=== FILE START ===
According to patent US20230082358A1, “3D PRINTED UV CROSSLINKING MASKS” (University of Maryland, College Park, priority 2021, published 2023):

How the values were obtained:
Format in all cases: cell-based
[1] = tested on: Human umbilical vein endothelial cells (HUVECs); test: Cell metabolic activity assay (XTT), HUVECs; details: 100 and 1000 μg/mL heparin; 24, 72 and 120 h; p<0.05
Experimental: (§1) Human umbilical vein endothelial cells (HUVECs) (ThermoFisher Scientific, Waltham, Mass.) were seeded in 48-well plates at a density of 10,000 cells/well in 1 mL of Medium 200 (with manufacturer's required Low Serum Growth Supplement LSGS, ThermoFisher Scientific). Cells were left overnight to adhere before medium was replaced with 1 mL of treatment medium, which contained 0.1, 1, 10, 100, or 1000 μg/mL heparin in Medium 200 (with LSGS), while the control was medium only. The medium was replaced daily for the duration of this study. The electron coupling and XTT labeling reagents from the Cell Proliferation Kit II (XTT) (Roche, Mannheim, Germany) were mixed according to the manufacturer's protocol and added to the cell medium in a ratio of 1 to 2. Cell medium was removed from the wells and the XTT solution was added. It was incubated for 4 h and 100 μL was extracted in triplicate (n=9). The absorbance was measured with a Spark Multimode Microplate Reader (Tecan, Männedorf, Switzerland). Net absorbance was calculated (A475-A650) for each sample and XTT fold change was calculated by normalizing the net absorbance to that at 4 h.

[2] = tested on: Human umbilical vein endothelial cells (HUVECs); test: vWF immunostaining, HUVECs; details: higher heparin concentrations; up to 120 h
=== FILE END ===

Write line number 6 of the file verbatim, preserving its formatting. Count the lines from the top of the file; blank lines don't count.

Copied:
[2] = tested on: Human umbilical vein endothelial cells (HUVECs); test: vWF immunostaining, HUVECs; details: higher heparin concentrations; up to 120 h